Price tag with less refounds

9 replies
I am wondering wich is the best price tag for avoiding refunds.

I am talking about a product that is good with a good salesletter too. In the video tutorial niche.

In your experience there is difference between 67$ and 97$? I suppose it's easier to sell a 67$ product compared to a 97$ one. Although I see a lot of 97$ products for video tutorials these days.

What I am wondering is if the people are more likely to ask for a refunds for a 97$ product or if there isn't any real difference.
#price #refounds #tag
  • Profile picture of the author Randy Meirndorf
    I think you mean Refund. Anyways, the price to refund ratio is going to be a function of Value. If the product over delivers and fills the need the customer was looking for, refunds will be low. If the product is crap, then your going to refund city.

    Be who you want to become, every second of every day. Make it true!

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  • Profile picture of the author Brad Gosse
    There is no magic price to reduce refunds. I have had refunders at all price levels.

    Your product and how it's sold dictates the refund rate.
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  • The difference in refunds between $67 and $97 will be minimal. Randy is correct that the bigger issue is does the product deliver on the promises made in the sales materials.
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  • Profile picture of the author ratracegrad
    I second the response that refunds will be based on the quality of the product that you deliver. If people feel they are getting value for their money then they will not demand a refund otherwise you can expect to process quite a few refunds.

    Also if you offer a lifetime money back guarantee, studies have shown that you will get less requests for refunds than if you offer a 30 day money back guarantee. With the shorter time period people may not have time to fully absorb the material you offer so they will ask for a refund before the end of the time because they don't want to be stuck with a product that doesn't offer value when they do evaluate it.
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    • Profile picture of the author Luckies
      thank you for the answers, and for the spelling correction

      I am confident in the quality of the product, and I will overdeliver as much as I can.

      I was already planning a 365 days money back guarantee but a life time money back guarantee is probably the best choice then
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      • Profile picture of the author havplenty
        Originally Posted by Luckies View Post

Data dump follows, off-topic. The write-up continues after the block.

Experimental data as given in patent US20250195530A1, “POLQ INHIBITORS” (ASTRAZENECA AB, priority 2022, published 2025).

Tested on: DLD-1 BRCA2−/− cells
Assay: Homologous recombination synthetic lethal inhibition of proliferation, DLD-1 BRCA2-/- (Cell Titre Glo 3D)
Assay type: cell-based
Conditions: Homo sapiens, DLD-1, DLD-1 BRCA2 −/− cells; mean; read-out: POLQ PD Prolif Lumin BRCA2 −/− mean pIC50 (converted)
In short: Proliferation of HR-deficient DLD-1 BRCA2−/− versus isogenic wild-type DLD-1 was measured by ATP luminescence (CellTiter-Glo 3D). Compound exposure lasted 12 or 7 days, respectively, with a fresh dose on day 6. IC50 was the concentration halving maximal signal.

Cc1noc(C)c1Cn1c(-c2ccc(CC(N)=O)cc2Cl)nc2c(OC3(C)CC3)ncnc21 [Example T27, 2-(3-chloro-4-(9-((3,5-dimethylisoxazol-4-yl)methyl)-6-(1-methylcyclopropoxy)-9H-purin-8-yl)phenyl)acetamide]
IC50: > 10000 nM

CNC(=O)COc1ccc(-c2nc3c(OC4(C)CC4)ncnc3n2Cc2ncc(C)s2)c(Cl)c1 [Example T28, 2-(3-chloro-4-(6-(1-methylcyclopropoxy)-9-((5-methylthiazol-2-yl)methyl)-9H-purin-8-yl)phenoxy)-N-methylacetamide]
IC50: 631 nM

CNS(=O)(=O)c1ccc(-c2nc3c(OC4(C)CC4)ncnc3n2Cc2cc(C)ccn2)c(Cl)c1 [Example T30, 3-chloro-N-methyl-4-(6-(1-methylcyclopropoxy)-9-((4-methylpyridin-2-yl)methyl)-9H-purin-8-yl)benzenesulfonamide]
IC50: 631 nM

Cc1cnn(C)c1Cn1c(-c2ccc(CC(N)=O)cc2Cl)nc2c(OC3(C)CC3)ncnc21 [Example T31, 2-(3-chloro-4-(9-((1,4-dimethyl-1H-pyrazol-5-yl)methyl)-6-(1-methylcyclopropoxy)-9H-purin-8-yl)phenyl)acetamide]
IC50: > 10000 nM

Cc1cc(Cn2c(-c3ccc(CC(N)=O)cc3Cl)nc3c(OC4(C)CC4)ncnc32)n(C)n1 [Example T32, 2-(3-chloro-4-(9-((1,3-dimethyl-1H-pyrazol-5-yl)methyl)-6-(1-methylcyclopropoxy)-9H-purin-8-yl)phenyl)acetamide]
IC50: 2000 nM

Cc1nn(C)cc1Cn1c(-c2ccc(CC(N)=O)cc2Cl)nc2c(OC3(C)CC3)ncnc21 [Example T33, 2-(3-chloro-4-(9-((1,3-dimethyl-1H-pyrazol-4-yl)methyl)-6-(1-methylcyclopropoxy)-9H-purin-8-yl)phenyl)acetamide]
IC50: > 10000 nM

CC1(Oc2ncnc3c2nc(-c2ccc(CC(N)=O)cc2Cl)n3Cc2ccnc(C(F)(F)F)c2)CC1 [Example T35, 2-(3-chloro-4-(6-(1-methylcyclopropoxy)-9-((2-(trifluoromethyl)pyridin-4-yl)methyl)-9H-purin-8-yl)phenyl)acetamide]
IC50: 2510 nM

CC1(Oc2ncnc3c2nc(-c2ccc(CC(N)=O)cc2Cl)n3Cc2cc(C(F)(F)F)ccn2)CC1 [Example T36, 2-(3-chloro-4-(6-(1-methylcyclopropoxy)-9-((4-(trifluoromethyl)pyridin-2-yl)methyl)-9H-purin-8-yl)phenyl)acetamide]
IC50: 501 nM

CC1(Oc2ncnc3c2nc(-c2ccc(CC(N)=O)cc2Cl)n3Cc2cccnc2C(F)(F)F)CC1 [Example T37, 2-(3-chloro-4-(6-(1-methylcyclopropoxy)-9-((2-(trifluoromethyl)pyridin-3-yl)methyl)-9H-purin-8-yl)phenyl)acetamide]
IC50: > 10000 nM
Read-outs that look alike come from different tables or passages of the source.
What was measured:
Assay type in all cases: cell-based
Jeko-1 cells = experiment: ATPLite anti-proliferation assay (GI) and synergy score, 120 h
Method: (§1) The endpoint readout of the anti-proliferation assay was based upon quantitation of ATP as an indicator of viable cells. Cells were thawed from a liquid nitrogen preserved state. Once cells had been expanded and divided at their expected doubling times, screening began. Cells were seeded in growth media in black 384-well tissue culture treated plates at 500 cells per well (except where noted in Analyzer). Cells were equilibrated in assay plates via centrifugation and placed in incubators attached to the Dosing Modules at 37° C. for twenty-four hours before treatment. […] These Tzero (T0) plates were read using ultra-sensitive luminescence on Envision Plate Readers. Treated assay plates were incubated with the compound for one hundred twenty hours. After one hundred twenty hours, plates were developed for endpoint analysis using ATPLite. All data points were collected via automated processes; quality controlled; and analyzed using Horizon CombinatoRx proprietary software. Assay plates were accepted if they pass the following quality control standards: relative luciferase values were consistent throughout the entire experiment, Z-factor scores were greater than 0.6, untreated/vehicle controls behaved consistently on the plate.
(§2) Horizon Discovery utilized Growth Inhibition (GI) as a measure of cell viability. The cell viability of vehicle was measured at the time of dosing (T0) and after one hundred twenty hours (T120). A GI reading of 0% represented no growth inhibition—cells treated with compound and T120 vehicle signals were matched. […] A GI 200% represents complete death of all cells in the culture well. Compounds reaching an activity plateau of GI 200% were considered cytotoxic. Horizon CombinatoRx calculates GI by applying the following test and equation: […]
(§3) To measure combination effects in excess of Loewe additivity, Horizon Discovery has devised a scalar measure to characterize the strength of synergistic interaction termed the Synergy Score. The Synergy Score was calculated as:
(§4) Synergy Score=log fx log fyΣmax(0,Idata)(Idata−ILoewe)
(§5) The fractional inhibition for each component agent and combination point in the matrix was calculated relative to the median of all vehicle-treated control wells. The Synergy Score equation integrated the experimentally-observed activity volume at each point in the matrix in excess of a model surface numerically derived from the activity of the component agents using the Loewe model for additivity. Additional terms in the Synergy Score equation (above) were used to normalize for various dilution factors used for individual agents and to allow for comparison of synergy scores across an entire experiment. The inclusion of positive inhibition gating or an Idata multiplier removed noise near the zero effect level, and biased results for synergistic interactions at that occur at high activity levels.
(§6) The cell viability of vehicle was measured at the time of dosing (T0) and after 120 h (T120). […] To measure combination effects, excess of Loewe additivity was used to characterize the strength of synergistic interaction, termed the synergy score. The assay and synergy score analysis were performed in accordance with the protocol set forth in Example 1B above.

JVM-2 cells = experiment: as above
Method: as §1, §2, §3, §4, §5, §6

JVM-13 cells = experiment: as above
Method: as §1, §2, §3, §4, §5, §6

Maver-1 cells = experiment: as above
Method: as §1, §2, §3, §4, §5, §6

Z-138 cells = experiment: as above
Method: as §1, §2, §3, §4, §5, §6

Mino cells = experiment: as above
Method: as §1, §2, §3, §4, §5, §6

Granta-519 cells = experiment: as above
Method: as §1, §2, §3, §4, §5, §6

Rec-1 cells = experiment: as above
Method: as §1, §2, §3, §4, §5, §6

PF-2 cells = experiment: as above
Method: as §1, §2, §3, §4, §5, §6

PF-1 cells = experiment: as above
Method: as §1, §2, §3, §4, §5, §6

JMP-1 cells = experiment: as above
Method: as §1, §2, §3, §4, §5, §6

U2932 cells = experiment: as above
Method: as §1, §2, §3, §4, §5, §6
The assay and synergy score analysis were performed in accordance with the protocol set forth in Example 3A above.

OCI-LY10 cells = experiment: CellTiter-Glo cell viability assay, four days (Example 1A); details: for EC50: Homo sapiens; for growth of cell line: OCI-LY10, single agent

thank you for the answers, and for the spelling correction

        I am confident in the quality of the product, and I will overdeliver as much as I can.

        I was already planning a 365 days money back guarantee but a life time money back guarantee is probably the best choice then
        I think the trend nowadays is to overwhelm your customer with information when they get to the product download page. I bought a product recently in Clickbank and on reaching the dload page was met with at least 3 'screen scrolls' worth of bonuses, my head started to hurt. A refund was the last thing on my mind. The bonuses alone made me feel justified in my purchase.

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  • Profile picture of the author Jay Jennings
    You asked about the refund rate between $67 and $97 and I think the answers here were right non -- it depends on value, not price -- but an associated question to ask is whether people will see the value at $97.

    Because if so, and if you can make almost as many sales at $97 rather than $67, then I think you should charge the higher price.

    Often there are ranges where, to the consumer, there's no difference in price (or, the difference doesn't cause any resistance). For example, the difference between $12.95 and $19.95 may be almost nil, in which case charging the lower amount is needlessly leaving money on the table.

    It's easy to do a price test using an A-B split tester (I have one at Sonic Toolkit) so you can tell for sure whether you should be charging $67 or $97 for the product.

    Jay Jennings
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    • Profile picture of the author Luckies
      Jay your point is very interesting, I focused on refunds and is actually a negative approach to the subject...

      I am trying to figure out what is the price that is more appealing to the buyer. I guess I'll have to make some tests.
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  • Profile picture of the author Kul

    If you are trying to determine whether to slap a $67 price tag or a $97 one, I would say go for the $97 one.

    The reason for this is very simple. Even before the price tag (because the price is usually mentioned at the end of the sales letter), the aspect to be looked into is whether the sales letter creates the "I want to buy this" emotion in the prospect's mind. If this state is not achieved, then no matter what price point you select, you won't make a sale.

    Now if this emotion is generated, then the next state is whether the price point makes the prospect think "I dunno, it seems too expensive". Now at this stage, what you might want to consider is a trial offer for $1 and a billing of $97 a month later. The reason is that there's not enough psychological difference between $67 and $97 to help the prospect decide if he is stuck due to the price point. $1 vs $97 - that states something - that the seller has immense confidence in his product. And if your product does over deliver, you can be assured of the $97 income.

    IMHO, slapping a lower price just means you are not pocketing what you rightly should be through this product.
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